South Korea today introduces additional security in 22 airports and ports nationwide to prevent suspected criminals and those with fake documents from entering.
The new measure is being implemented ahead of the G-20 Seoul Summit in November.
Fingerprint scan and a facial recognition programme will be used on visitors, who have similar profiles with global terrorists, carry stolen or suspicious passports, or show an unusual travel itinerary such as those who have transited from other cities before landing in Korea or those who carry one-way tickets that are paid for in cash.
The collected data will be compared with a Justice Ministry database, containing fingerprints of 230,000 foreigners with criminal records. Those with criminal histories or figure on the Interpol criminal watch list will be deported.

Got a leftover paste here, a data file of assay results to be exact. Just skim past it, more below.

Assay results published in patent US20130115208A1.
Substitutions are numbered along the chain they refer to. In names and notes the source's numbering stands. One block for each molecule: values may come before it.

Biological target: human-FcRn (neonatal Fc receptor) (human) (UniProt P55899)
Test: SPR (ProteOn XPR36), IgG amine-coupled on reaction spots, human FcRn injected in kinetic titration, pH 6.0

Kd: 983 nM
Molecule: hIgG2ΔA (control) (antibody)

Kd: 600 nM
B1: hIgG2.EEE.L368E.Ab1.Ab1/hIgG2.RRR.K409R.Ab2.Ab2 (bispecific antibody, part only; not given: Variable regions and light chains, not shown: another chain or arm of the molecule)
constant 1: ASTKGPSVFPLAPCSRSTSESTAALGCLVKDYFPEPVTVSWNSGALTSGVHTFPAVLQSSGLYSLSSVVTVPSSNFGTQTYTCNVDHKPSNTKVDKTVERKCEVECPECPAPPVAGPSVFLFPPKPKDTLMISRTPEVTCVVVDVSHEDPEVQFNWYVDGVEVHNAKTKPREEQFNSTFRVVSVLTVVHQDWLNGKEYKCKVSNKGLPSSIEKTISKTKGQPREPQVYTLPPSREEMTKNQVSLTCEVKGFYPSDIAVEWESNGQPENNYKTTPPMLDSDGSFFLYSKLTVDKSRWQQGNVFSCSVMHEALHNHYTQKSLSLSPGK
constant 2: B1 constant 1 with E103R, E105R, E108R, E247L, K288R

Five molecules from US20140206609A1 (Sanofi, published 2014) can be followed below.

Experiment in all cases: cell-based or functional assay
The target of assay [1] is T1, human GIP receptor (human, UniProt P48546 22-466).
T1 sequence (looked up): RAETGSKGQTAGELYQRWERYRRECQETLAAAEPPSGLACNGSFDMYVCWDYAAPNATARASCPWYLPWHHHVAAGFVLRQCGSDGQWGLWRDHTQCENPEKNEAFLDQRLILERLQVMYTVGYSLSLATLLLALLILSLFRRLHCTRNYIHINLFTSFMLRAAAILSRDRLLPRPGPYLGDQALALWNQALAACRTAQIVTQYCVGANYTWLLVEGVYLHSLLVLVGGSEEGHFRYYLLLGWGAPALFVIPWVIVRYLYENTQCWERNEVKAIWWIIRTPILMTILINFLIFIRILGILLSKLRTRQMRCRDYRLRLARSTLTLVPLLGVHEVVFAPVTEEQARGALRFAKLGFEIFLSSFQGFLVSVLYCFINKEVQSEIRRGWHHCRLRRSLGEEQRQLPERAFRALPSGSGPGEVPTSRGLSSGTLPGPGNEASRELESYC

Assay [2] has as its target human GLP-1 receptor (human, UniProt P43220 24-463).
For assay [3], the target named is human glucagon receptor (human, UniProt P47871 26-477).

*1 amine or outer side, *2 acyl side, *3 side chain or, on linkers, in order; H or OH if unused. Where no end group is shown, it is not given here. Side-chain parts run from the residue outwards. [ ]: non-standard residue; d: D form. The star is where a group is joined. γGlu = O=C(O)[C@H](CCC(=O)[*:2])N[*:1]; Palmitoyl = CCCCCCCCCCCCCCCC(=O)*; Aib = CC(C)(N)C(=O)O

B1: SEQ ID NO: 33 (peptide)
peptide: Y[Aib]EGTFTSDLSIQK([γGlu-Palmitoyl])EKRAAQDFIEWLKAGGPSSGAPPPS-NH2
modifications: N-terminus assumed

South Korea has been beefing up border security with full-body scanners also expected to go online in four of its international airports in October (see news).
The heightened security will remain in place even after the G-20 conference. All foreign visitors, except for diplomats, are expected to undergo fingerprint scan and facial image capture from June next year.